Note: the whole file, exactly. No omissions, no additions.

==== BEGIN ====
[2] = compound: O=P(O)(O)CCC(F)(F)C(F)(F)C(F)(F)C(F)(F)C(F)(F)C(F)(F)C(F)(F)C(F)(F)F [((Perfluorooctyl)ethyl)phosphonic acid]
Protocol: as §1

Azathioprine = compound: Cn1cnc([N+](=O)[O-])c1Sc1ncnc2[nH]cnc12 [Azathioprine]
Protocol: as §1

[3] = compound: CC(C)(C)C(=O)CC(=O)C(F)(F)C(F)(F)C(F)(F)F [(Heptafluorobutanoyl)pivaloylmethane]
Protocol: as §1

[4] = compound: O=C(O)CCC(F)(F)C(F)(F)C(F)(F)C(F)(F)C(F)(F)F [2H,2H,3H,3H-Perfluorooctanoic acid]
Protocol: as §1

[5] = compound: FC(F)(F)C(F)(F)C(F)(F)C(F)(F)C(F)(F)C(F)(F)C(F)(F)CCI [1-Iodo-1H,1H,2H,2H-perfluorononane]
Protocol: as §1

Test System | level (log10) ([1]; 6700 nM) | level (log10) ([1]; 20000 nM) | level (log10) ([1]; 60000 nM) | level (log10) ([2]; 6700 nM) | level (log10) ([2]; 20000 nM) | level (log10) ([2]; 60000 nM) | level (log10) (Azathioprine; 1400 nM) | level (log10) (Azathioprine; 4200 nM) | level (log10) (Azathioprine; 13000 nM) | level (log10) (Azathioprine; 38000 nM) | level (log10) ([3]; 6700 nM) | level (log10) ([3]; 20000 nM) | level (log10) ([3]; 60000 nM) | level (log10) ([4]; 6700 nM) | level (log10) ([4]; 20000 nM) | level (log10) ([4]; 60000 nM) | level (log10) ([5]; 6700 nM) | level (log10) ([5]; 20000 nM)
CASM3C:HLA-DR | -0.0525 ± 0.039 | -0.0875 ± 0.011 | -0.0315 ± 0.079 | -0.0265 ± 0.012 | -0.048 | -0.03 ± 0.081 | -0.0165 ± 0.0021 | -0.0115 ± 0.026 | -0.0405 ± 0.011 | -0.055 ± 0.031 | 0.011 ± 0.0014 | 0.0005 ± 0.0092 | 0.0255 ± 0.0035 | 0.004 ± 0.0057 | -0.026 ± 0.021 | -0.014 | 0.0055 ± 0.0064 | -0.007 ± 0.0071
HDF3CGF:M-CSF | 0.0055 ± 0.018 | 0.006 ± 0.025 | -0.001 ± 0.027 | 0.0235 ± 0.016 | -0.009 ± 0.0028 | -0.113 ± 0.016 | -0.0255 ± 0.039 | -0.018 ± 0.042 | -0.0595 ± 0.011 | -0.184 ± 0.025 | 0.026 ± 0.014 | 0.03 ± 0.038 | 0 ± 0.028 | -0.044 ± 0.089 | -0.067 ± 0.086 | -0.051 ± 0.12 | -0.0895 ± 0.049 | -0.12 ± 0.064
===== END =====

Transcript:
[2] = compound: O=P(O)(O)CCC(F)(F)C(F)(F)C(F)(F)C(F)(F)C(F)(F)C(F)(F)C(F)(F)C(F)(F)F [((Perfluorooctyl)ethyl)phosphonic acid]
Protocol: as §1

Azathioprine = compound: Cn1cnc([N+](=O)[O-])c1Sc1ncnc2[nH]cnc12 [Azathioprine]
Protocol: as §1

[3] = compound: CC(C)(C)C(=O)CC(=O)C(F)(F)C(F)(F)C(F)(F)F [(Heptafluorobutanoyl)pivaloylmethane]
Protocol: as §1

[4] = compound: O=C(O)CCC(F)(F)C(F)(F)C(F)(F)C(F)(F)C(F)(F)F [2H,2H,3H,3H-Perfluorooctanoic acid]
Protocol: as §1

[5] = compound: FC(F)(F)C(F)(F)C(F)(F)C(F)(F)C(F)(F)C(F)(F)C(F)(F)CCI [1-Iodo-1H,1H,2H,2H-perfluorononane]
Protocol: as §1

Test System | level (log10) ([1]; 6700 nM) | level (log10) ([1]; 20000 nM) | level (log10) ([1]; 60000 nM) | level (log10) ([2]; 6700 nM) | level (log10) ([2]; 20000 nM) | level (log10) ([2]; 60000 nM) | level (log10) (Azathioprine; 1400 nM) | level (log10) (Azathioprine; 4200 nM) | level (log10) (Azathioprine; 13000 nM) | level (log10) (Azathioprine; 38000 nM) | level (log10) ([3]; 6700 nM) | level (log10) ([3]; 20000 nM) | level (log10) ([3]; 60000 nM) | level (log10) ([4]; 6700 nM) | level (log10) ([4]; 20000 nM) | level (log10) ([4]; 60000 nM) | level (log10) ([5]; 6700 nM) | level (log10) ([5]; 20000 nM)
CASM3C:HLA-DR | -0.0525 ± 0.039 | -0.0875 ± 0.011 | -0.0315 ± 0.079 | -0.0265 ± 0.012 | -0.048 | -0.03 ± 0.081 | -0.0165 ± 0.0021 | -0.0115 ± 0.026 | -0.0405 ± 0.011 | -0.055 ± 0.031 | 0.011 ± 0.0014 | 0.0005 ± 0.0092 | 0.0255 ± 0.0035 | 0.004 ± 0.0057 | -0.026 ± 0.021 | -0.014 | 0.0055 ± 0.0064 | -0.007 ± 0.0071
HDF3CGF:M-CSF | 0.0055 ± 0.018 | 0.006 ± 0.025 | -0.001 ± 0.027 | 0.0235 ± 0.016 | -0.009 ± 0.0028 | -0.113 ± 0.016 | -0.0255 ± 0.039 | -0.018 ± 0.042 | -0.0595 ± 0.011 | -0.184 ± 0.025 | 0.026 ± 0.014 | 0.03 ± 0.038 | 0 ± 0.028 | -0.044 ± 0.089 | -0.067 ± 0.086 | -0.051 ± 0.12 | -0.0895 ± 0.049 | -0.12 ± 0.064